Of course the E-5 retains the famous and not equalled dust buster. Olympus users have been at a great advantage since the release of the E-1 every DSLR they have made has the most effective dust remover' in the business. Dust particles on the sensor are the bane of detachable lens digital cameras. Each time the lens is removed the sensitive sensor is prone to attracting dust to its surface. These 'dust bunnies' as they are called ruin every frame you take with their presence and it can takes hours to remove them with the cloning tool in PS afterwards. Olympus recognised this from the outset and provided the best possible (and patented) solution - SSWF. It is a filter that sits in front of the sensor which picks up the dust. The SSWF is automatically activated every time the camera is turned on, generating ultrasonic vibrations at more than 35,000 times per second or more, that shake off dust on its surface. The removed dust is then captured on an adhesive absorber at the bottom of the filter. No other device comes close to its effectiveness. Others have tried but SSWF is the leader.

PIXEL MAPPING: One further feature provided with all Olympus cameras is pixel mapping. When run this feature maps out any bad or stuck pixels from the sensor. To enable this function go MENU/COGS/UTILITY/PIXEL MAPPING. It takes about 10 seconds to clear any dodgy pixels from the sensor. With certain other brands you have to return the camera to the service centre to get this done.

BLM-5 BATTERY and CHARGER: The E-5 comes with a new battery (BLM-5) and charger. These are easily distinguished from the older models by the fact they are both off-white in colour.

Above: The new battery BLM-5 which is rated at 1620mA/8.5V and the charger BCM-5.

Apparently Olympus is forced to comply with home country safety regulations and has therefore introduced this new battery/charger. The battery is slightly enhanced from the older BLM-1 being 1620mA 7.4V instead of 1500mA 7.2V. The internal cell layout has been changed to accommodate an extra 1.2V cell and a new safety circuit (thanks to Joop Nijenhuis). This will give slighly more power and may be needed for the video feature. The new charger only charges BLM-5 batteries and has a green LED that blinks on Error, Constant on charging and Off when charged. It is multi-country being 100-240V. The new BLM-5 battery can be charged in the older BCM 1&2 chargers, but not the other way round. This means yet another charger!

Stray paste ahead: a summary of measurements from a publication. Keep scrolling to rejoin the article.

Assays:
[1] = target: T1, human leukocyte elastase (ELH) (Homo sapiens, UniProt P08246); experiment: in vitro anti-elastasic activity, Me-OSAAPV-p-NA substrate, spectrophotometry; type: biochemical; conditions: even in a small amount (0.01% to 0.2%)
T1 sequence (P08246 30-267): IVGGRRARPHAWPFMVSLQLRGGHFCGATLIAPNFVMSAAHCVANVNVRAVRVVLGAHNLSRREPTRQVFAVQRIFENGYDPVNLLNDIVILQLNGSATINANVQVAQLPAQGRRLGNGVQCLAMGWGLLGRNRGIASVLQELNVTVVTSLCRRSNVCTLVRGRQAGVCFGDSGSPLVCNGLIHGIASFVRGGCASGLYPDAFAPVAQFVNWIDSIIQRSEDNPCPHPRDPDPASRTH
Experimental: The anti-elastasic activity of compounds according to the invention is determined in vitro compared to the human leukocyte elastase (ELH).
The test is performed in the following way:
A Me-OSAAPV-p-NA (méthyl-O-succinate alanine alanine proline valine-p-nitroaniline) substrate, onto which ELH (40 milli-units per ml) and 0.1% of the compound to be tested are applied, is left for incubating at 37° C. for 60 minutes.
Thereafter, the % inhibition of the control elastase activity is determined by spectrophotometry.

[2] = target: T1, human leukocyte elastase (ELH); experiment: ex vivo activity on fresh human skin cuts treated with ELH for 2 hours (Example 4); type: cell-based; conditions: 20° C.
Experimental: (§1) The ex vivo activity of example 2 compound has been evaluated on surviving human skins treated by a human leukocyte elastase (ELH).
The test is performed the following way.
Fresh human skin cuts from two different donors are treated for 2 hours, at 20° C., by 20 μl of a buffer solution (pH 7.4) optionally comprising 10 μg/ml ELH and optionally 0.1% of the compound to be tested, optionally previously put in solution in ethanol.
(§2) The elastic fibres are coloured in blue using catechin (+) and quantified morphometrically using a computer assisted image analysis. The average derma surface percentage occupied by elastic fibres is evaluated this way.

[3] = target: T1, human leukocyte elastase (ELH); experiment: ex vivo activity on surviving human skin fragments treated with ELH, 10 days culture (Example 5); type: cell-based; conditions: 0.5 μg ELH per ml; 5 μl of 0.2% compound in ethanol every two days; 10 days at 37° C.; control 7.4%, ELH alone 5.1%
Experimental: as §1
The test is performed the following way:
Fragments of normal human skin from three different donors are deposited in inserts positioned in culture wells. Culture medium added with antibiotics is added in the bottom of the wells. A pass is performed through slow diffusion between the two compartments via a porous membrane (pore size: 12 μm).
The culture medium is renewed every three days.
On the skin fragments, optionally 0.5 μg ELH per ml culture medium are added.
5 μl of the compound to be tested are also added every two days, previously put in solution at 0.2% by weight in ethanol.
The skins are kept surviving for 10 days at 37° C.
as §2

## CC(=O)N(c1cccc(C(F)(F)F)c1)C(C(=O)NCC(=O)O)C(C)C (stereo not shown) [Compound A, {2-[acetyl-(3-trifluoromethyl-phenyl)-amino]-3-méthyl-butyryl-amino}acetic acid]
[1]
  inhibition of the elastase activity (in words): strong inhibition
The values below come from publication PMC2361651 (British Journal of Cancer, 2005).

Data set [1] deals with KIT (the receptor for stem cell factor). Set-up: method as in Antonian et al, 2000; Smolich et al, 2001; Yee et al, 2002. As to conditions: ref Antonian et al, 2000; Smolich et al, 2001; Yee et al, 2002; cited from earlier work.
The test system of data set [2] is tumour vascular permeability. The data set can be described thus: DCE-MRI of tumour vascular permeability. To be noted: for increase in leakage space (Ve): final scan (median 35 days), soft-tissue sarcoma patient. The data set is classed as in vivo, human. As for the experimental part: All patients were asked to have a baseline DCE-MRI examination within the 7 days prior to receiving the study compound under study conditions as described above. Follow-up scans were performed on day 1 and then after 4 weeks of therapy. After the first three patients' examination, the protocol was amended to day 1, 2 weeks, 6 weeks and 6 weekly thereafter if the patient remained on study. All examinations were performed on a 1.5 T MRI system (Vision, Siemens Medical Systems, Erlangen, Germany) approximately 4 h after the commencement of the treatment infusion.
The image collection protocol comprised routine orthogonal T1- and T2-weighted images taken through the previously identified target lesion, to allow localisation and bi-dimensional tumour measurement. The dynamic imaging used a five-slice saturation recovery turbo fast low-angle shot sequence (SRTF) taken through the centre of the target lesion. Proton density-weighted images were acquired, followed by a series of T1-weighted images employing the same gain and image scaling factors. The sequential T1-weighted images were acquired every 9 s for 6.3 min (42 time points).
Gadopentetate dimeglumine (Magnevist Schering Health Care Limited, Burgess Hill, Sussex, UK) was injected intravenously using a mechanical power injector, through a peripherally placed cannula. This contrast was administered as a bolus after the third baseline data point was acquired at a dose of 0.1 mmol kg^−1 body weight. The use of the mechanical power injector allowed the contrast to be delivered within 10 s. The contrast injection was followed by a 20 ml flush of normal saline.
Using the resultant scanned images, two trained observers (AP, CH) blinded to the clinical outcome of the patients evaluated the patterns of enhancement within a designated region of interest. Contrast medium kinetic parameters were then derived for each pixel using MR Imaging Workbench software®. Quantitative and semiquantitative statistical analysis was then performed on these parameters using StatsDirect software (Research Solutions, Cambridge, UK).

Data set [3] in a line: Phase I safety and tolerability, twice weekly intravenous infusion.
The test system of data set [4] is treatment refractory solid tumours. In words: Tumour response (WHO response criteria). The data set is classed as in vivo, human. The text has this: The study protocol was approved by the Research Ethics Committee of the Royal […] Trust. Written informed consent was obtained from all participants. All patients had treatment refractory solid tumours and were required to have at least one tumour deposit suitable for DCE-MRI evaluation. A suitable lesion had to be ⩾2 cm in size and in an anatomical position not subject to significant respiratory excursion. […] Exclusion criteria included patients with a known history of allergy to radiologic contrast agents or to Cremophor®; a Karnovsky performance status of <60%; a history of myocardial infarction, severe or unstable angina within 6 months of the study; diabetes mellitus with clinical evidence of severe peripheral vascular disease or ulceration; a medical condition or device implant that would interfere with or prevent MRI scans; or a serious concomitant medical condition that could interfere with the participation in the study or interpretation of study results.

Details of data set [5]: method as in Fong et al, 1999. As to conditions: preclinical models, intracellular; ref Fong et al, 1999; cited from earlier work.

3" 960,000 DOT SCREEN LCD: The new screen is a vast improvement over 320,000 dot screen of the E-3 screen. Apart from being slightly larger it has so much more resolution and is crystal clear with great (adjustable) colours and contrast. The early E-3 screen housing could separate allowing ingress of water as it had only 2 screws holding it together. I note the new screen appears better with 4 screws and a different design. That said I have not had problems with my own E-3. Reviewing your images is an absolute pleaseur and I'm pleased to report that checking focus accuracy on this screen is much improved over other E-System machines.

VIDEO MODE: The E-5 has a video mode and is the the first of any of the E-series DSLR to do so. The basic video specs appear the same as as the PEN-EP1 and XZ-1 1280x720 (720p) at 30 frames per second. The native storage is motion JPEG file format. You have the option of reducing the file size to SD video (640x480) which is the same as virtually all mid-range compact cameras. An internal microphone will capture mono audio but the I/O bay allows use of an external microphone that allows recording of stereo sound - Olympus offer their own external stereo mic the SEMA-1.